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C.D. Warner, et al., comp.  The Library of the World’s Best Literature.
An Anthology in Thirty Volumes.  1917.
 
The Orphan
By Sa’dī (c. 1213–1291)
 
From the ‘Garden of Perfume’: Translation of H. Wilberforce Clarke

CAST protection over the head of the one father-dead;
Scatter his dust of affliction, and pluck out his thorn.
 
Knowst thou not how very dejected his state was?
May a rootless tree be ever green?
 
When thou seest an orphan, head lowered in front [from grief],        5
Give not a kiss to the face of thy own son.
 
If the orphan weeps, who buys for his consolation?
And if he becomes angry, who leads him back [to quietude]?
 
Beware that he weep not; for the great throne of God
Keeps trembling when the orphan weeps.        10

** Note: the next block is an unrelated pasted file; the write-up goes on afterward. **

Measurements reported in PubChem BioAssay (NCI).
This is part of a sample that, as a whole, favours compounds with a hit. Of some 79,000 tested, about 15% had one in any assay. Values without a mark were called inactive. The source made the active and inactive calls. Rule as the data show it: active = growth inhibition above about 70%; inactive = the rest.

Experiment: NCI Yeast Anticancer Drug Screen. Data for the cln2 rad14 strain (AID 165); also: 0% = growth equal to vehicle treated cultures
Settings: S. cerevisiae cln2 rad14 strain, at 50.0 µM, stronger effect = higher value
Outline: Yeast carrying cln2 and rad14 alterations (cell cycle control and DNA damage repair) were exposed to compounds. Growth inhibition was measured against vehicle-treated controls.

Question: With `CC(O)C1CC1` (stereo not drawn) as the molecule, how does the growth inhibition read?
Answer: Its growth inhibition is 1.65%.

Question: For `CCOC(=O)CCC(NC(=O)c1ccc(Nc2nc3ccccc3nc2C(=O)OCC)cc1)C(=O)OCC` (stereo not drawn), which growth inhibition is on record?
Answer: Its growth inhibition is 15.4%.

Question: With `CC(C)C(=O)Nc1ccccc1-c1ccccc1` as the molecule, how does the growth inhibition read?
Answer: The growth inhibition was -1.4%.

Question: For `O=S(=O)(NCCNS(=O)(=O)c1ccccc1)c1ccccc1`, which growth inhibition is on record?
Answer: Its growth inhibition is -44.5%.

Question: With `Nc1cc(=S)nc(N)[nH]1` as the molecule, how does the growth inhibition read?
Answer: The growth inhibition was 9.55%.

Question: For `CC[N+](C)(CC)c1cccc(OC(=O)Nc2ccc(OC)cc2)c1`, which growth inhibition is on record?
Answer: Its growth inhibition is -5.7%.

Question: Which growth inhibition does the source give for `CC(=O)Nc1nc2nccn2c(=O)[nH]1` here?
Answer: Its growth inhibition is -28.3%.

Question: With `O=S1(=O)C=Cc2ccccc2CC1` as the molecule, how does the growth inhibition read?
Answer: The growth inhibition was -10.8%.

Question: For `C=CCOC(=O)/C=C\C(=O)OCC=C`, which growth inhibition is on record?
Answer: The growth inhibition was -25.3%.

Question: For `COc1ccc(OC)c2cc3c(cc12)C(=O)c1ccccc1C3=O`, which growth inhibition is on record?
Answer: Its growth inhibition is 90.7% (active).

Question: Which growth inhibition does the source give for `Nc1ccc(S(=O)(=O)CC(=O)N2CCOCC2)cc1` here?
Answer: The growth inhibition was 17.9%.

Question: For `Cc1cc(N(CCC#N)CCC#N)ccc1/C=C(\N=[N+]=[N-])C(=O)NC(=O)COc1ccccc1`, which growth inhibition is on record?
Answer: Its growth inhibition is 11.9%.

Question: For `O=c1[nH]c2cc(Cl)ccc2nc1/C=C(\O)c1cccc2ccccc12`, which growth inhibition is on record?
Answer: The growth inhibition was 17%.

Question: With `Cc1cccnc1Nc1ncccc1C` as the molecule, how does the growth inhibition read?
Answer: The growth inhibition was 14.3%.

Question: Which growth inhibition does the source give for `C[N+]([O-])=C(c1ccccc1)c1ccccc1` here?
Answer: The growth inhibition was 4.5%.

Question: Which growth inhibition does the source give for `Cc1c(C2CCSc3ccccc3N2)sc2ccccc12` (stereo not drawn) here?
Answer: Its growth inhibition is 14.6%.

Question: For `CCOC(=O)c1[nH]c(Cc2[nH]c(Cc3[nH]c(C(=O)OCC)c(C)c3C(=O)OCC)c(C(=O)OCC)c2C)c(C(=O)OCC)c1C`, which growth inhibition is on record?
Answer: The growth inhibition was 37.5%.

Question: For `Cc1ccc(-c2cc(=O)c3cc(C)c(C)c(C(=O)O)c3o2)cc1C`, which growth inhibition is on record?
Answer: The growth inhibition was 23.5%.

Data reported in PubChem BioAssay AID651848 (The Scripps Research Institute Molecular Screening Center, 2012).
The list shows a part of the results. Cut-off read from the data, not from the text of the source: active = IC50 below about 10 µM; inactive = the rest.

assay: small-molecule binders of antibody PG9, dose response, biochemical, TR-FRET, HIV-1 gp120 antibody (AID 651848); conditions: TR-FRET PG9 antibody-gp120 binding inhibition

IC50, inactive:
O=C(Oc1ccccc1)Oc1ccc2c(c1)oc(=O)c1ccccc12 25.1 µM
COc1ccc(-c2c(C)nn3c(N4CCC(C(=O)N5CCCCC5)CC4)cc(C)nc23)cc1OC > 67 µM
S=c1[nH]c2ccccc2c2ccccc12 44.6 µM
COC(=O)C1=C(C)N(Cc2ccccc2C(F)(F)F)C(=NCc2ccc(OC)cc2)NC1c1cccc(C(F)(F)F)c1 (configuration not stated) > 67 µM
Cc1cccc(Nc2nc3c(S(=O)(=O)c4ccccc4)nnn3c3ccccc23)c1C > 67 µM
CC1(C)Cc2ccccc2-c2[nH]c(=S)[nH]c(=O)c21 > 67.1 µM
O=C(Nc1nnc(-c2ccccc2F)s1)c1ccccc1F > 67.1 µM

Pluck out with kindness the tear from his pure eye;
Scatter with compassion the dust of affliction from his face.
 
If his [father’s] protection departed from over his head,
Do thou cherish him with thy own protection.
 
I esteemed my head crown-worthy at that time        15
When I held my head in my father’s bosom.
 
If a fly had sat on my body,
The heart of some would have become distressed.
 
If now enemies should bear me away captive,
None of my friends is a helper.        20
 
For me [there] is acquaintance with the sorrows of orphans,
For in childhood my father departed in death, from my head.
 
 
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